Robotic-assisted pelvic lymph node dissection for prostate cancer: frequency of nodal metastases and oncological outcomes
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Limited data are available regarding the oncologic efficacy of pelvic lymph node dissection (PLND) performed during robotic-assisted laparoscopic prostatectomy (RALP) for prostate cancer. We aimed to determine the frequency of pelvic lymph node metastasis and oncological outcomes following RALP with PLND in patients who did not receive adjuvant androgen deprivation therapy (ADT).
We retrospectively reviewed the records of 1740 consecutive patients who underwent RALP and extended PLND. The primary endpoint was biochemical recurrence (BCR). The estimated BCR probability was obtained using the Kaplan–Meier method. Cox proportional hazard regression models were used to assess for predictors of BCR.
One hundred and eight patients (6 %) with positive LNs were identified. The median number of LNs removed was 17 (IQR 11–24), and median follow-up was 26 months (IQR 14–43). Ninety-one (84 %) patients did not receive adjuvant ADT of whom 60 % had BCR with a median time to recurrence of 8 months. The 1- and 3-year BCR-free probability was 42 and 28 %, respectively. Patients with ≤2 LN+ had significantly better biochemical-free estimated probability compared to those with >2 LN+ (p = 0.002). The total number of LN+ (HR = 1.1; 95 % CI 1.01–1.2, p = 0.04) and Gleason 8–10 (HR = 1.96; 95 % CI 1.1–3.4, p = 0.02) were predictors of BCR on multivariate analysis.
Among men with positive lymph nodes at time of robotic prostatectomy, those with two or fewer positive nodes and Gleason <8 exhibited favorable biochemical-free survival without adjuvant therapy.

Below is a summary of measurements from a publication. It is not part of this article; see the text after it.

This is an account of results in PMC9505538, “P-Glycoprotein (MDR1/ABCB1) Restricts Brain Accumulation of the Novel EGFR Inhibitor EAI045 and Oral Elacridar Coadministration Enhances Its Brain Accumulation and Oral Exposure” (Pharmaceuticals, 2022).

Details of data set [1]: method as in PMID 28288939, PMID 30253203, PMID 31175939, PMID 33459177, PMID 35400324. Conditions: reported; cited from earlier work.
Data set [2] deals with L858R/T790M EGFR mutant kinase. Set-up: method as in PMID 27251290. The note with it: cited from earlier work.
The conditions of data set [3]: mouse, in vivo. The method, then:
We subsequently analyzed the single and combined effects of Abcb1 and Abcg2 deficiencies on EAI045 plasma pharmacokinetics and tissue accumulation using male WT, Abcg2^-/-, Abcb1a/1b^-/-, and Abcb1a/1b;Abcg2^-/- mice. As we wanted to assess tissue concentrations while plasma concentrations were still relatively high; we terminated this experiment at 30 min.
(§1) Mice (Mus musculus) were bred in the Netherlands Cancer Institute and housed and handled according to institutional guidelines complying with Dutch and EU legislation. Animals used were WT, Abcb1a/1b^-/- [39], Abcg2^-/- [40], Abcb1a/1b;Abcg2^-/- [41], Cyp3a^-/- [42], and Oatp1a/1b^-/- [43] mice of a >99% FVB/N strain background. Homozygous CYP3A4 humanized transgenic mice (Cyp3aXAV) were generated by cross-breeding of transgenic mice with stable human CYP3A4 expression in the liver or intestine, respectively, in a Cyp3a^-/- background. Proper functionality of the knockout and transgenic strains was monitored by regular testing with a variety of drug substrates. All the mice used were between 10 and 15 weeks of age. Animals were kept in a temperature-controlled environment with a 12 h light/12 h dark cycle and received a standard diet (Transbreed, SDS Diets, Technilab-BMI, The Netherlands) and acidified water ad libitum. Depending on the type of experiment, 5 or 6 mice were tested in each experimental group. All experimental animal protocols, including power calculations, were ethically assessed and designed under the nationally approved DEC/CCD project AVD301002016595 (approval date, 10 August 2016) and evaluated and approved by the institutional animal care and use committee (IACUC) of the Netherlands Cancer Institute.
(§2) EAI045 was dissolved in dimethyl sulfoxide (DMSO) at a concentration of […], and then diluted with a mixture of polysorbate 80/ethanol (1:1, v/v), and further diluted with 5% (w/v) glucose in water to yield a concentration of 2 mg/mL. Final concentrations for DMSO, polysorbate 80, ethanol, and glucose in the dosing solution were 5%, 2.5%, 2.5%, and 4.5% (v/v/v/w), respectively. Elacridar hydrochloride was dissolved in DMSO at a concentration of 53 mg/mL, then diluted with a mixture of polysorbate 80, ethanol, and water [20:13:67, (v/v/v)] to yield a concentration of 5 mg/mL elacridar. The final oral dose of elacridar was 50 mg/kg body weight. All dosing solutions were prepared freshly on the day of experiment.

KeywordsProstate cancer Radical prostatectomy Biochemical recurrence Lymph node dissection Robotics
Robot-assisted laparoscopic prostatectomy
Pelvic lymph node dissection
Androgen deprivation therapy
Conflict of interest
The authors declare that they have no conflict of interest.
The manuscript entitled “Robotic-assisted pelvic lymph node dissection for prostate cancer: frequency of nodal metastases and oncological outcomes” was an investigation approved by the Internal Board Review committee of the University of Chicago (IRB number #13-031). Therefore, the manuscript has been performed in accordance with the ethical standards laid down in the 1964 Declaration of Helsinki and its later amendments. In addition, all patients gave their informed consent prior to their inclusion in the study.
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